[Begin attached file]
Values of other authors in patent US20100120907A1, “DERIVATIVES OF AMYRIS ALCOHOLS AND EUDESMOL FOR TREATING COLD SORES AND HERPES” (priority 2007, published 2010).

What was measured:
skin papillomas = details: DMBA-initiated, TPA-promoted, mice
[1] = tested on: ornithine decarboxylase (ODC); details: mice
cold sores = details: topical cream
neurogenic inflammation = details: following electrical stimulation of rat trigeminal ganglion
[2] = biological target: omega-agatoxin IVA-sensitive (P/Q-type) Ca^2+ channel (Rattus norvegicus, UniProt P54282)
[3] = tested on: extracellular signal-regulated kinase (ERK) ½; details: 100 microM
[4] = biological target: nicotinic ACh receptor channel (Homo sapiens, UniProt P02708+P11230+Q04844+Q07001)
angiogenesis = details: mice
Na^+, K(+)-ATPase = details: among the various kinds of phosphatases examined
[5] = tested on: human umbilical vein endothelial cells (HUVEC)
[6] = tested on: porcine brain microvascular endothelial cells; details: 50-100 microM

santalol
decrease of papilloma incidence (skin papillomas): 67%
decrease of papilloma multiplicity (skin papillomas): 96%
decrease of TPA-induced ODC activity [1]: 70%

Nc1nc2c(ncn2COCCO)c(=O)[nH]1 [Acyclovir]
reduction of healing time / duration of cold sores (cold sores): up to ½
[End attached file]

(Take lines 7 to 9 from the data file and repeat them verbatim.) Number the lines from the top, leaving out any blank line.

[2] = biological target: omega-agatoxin IVA-sensitive (P/Q-type) Ca^2+ channel (Rattus norvegicus, UniProt P54282)
[3] = tested on: extracellular signal-regulated kinase (ERK) ½; details: 100 microM
[4] = biological target: nicotinic ACh receptor channel (Homo sapiens, UniProt P02708+P11230+Q04844+Q07001)